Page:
The Command and Colors system has always been one of my favorites. It was one of the first games (Battlecry) I got when I was getting into board games. Across the board they play relatively easy. Units are made of 2, 3 or 4 figures, they move and attack based on cards, which most often are broken into sectional attacks (left, center and right). Figures are eliminated due to hits, and when a whole unit is removed the other side gains a victory point. Sure there’s more to the games that came out, but that is a quick and dirty breakdown.
Battlecry came out first, covering the American Civil War and was recently re-released. Then came Battlelore (medieval and fantasy) Memoir 44 (WW2) and Command and Colors: Ancients. While Battlecry was one of the last releases of the AH-Hasbro brand, BL and M44 were each released by Days of Wonder, while the C&C banner has been used by GMT. I own all of them except Ancients (which I have played some of) and own multiple expansions for both Battlelore and Memoir 44. I was borderline on Napolenics, but got a good deal when I purchased it around last Christmas with Here I Stand.
Napolenics has all the normal hallmarks of a C&C game, the cards, sections, Calvary, Infantry and Artillery. It also uses the blocks much like Ancients. Which is a pain because you need to sticker an endless number of blocks. It took me most of the day to get through everything and the dice which need to be stickered too. Although stickering everything annoys me, having to sticker the dice is a pet peeve of mine. Otherwise though the components are solid, and they give you plenty of extra stickers/blocks. The mapboard is solid, the cards are of a good paperstock and everything is of GMT expected quality.
The problem with the game, at least imho, is that it tries to do too much and isn’t good at what it does. C&C is never going to be a simulation of an actual battle. Most people get that, and enjoy it because it’s simple to play. But while the first few games of the series took periods which have both casual and hardcore elements, the Napolenic period tends to attract the more hardcore elements. Or it’s just a period whose popularity isn’t as high as either the Civil War or WW2 in North America, so those looking for games from the period tend to be a bit more well informed.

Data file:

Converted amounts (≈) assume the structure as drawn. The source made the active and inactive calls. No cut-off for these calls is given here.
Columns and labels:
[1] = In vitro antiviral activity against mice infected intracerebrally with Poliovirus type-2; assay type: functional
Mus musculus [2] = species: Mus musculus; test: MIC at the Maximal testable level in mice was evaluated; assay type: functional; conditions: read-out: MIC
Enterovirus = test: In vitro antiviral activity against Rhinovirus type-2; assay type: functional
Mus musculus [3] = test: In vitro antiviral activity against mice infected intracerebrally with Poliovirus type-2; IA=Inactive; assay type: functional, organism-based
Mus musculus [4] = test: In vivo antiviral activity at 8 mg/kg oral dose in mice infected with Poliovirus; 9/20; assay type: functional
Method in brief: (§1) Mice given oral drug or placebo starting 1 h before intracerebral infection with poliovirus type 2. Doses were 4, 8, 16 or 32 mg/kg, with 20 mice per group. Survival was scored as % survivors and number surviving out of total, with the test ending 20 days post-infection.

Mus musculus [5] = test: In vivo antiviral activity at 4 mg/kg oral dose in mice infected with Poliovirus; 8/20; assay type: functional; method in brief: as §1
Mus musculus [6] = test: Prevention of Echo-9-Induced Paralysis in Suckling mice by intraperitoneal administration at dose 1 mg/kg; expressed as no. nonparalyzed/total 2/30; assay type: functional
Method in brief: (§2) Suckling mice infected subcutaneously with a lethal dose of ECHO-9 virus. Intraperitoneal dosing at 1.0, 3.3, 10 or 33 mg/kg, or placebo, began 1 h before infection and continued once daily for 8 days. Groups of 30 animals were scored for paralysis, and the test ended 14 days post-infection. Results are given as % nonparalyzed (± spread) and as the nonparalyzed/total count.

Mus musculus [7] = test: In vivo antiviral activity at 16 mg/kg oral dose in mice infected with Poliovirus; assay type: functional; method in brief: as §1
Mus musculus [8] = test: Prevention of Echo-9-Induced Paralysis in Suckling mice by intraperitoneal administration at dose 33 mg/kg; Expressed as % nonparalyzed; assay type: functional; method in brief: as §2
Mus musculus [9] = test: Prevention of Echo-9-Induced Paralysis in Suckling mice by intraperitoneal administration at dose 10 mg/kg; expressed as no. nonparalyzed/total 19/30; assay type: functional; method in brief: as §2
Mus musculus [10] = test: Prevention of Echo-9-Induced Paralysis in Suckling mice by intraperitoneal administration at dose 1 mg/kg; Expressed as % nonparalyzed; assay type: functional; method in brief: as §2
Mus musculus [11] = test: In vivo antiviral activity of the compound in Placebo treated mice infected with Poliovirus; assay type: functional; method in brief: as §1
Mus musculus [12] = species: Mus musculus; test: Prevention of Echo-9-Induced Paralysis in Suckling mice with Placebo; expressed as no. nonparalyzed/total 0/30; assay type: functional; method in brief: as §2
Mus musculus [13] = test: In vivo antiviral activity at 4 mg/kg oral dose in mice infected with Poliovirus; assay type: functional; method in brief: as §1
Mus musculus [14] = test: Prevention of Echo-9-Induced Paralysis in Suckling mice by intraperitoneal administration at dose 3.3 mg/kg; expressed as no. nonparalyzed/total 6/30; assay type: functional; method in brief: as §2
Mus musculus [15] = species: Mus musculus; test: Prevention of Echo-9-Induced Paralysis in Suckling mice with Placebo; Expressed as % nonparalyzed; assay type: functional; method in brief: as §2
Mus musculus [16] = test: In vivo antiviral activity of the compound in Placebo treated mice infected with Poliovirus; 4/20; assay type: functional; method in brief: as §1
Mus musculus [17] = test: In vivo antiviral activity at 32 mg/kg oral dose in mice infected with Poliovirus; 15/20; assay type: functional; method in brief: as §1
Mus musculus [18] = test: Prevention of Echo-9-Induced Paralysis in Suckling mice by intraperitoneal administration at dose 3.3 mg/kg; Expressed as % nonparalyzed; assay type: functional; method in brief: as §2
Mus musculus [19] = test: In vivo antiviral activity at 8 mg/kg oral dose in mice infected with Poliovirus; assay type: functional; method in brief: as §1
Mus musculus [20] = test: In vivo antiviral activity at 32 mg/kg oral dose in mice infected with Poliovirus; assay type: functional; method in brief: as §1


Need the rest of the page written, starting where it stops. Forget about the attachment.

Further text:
By saying that it tries to do too much, is that instead of just being infantry, you have multiple types of infantry, multiple types of Cav and two types of artillery. The problem is that each unit tends to have it’s own rules, which then need to be cross referenced with the nation it’s from. Not all the same infantry has the same number of blocks across all three (French, British and Spainish), making setup a bit of a pain in the ass. While firing will be dependent on how many squares you have, it also depends on if you have moved and nationality.
This is different from every C&C game that had come out so far. I think it really tends to slow down the game here, especially when the name of units can be so close. For example the British have “Rifle Light” and “Light” infantry, whose names are easy to confuse. Even worse is that the name themselves are very small on the bottom of the blocks, and the pictures tend to not really differentiate the types of units (infamously the horse artillery doesn’t have horses on it).
I really think the C&C system is spread thin here. Your never going to turn a C&C game into a historical simulation. In trying to do so or even coming close they weighed down the game. Just as another example the game contains a reference sheet for terrain and another reference booklet (2 pages, front and back) for the units. For something that worked so well in the past, the simplicity of the game seems missing.
It still plays fast, and your still recommended to play both sides of a battle to find out a winner. You’ll probably spend more time setting up then playing. Another little complaint is that I’ve always considered the Spanish/Portuguese battles to be a secondary theater when it came to the Napoleonic Wars. Yet the introductory battles that come with this game are almost overwhelmingly from Spain, and truthfully very few of them I had heard of before. Austerlitz is missing, there are no Italian battles, and the only battle I did know that was included was Waterloo. It’s almost like making a Civil War game and not having any battles (or just Gettysburg) of the Eastern Theater.
I really can’t recommend the game unless your either a fan of the period, or a huge fan of C&C that is looking for something new. Everything in the C&C system has been done better before, and I’ve seen fan made Napolenic scenairos for Battlecry that were a lot simpler. I can’t blame them for what they were trying to do, I just think if your the average C&C player and come into Napoleonic, you might be a little bit surprised.